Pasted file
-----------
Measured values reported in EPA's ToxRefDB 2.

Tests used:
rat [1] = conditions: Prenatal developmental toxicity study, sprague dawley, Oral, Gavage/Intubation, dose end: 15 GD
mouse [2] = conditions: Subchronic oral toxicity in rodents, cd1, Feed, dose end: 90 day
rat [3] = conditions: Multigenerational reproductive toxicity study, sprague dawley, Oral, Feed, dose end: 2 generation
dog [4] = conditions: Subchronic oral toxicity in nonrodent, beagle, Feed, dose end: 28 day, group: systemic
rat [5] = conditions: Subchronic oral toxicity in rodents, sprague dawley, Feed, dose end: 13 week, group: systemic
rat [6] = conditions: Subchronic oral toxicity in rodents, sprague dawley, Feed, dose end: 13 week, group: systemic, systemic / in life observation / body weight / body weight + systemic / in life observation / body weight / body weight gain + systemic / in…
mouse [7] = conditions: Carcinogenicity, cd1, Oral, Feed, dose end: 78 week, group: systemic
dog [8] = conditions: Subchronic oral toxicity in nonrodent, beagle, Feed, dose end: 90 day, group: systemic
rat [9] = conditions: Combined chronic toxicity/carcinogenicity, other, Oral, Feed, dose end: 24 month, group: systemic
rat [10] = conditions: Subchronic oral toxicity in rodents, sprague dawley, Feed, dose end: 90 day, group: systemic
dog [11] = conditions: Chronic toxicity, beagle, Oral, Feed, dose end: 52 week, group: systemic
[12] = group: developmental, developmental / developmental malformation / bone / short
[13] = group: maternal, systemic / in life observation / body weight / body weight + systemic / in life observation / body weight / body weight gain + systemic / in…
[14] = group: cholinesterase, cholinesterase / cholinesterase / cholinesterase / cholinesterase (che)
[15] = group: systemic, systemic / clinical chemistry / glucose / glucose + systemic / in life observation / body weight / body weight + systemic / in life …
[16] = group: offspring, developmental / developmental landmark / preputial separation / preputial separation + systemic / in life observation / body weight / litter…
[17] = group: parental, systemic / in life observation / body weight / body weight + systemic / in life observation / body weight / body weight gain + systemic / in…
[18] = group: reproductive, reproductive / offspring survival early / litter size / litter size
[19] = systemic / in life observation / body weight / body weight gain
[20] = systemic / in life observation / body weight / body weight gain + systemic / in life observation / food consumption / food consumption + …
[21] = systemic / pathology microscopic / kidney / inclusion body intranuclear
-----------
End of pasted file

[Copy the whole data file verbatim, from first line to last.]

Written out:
Measured values reported in EPA's ToxRefDB 2.

Tests used:
rat [1] = conditions: Prenatal developmental toxicity study, sprague dawley, Oral, Gavage/Intubation, dose end: 15 GD
mouse [2] = conditions: Subchronic oral toxicity in rodents, cd1, Feed, dose end: 90 day
rat [3] = conditions: Multigenerational reproductive toxicity study, sprague dawley, Oral, Feed, dose end: 2 generation
dog [4] = conditions: Subchronic oral toxicity in nonrodent, beagle, Feed, dose end: 28 day, group: systemic
rat [5] = conditions: Subchronic oral toxicity in rodents, sprague dawley, Feed, dose end: 13 week, group: systemic
rat [6] = conditions: Subchronic oral toxicity in rodents, sprague dawley, Feed, dose end: 13 week, group: systemic, systemic / in life observation / body weight / body weight + systemic / in life observation / body weight / body weight gain + systemic / in…
mouse [7] = conditions: Carcinogenicity, cd1, Oral, Feed, dose end: 78 week, group: systemic
dog [8] = conditions: Subchronic oral toxicity in nonrodent, beagle, Feed, dose end: 90 day, group: systemic
rat [9] = conditions: Combined chronic toxicity/carcinogenicity, other, Oral, Feed, dose end: 24 month, group: systemic
rat [10] = conditions: Subchronic oral toxicity in rodents, sprague dawley, Feed, dose end: 90 day, group: systemic
dog [11] = conditions: Chronic toxicity, beagle, Oral, Feed, dose end: 52 week, group: systemic
[12] = group: developmental, developmental / developmental malformation / bone / short
[13] = group: maternal, systemic / in life observation / body weight / body weight + systemic / in life observation / body weight / body weight gain + systemic / in…
[14] = group: cholinesterase, cholinesterase / cholinesterase / cholinesterase / cholinesterase (che)
[15] = group: systemic, systemic / clinical chemistry / glucose / glucose + systemic / in life observation / body weight / body weight + systemic / in life …
[16] = group: offspring, developmental / developmental landmark / preputial separation / preputial separation + systemic / in life observation / body weight / litter…
[17] = group: parental, systemic / in life observation / body weight / body weight + systemic / in life observation / body weight / body weight gain + systemic / in…
[18] = group: reproductive, reproductive / offspring survival early / litter size / litter size
[19] = systemic / in life observation / body weight / body weight gain
[20] = systemic / in life observation / body weight / body weight gain + systemic / in life observation / food consumption / food consumption + …
[21] = systemic / pathology microscopic / kidney / inclusion body intranuclear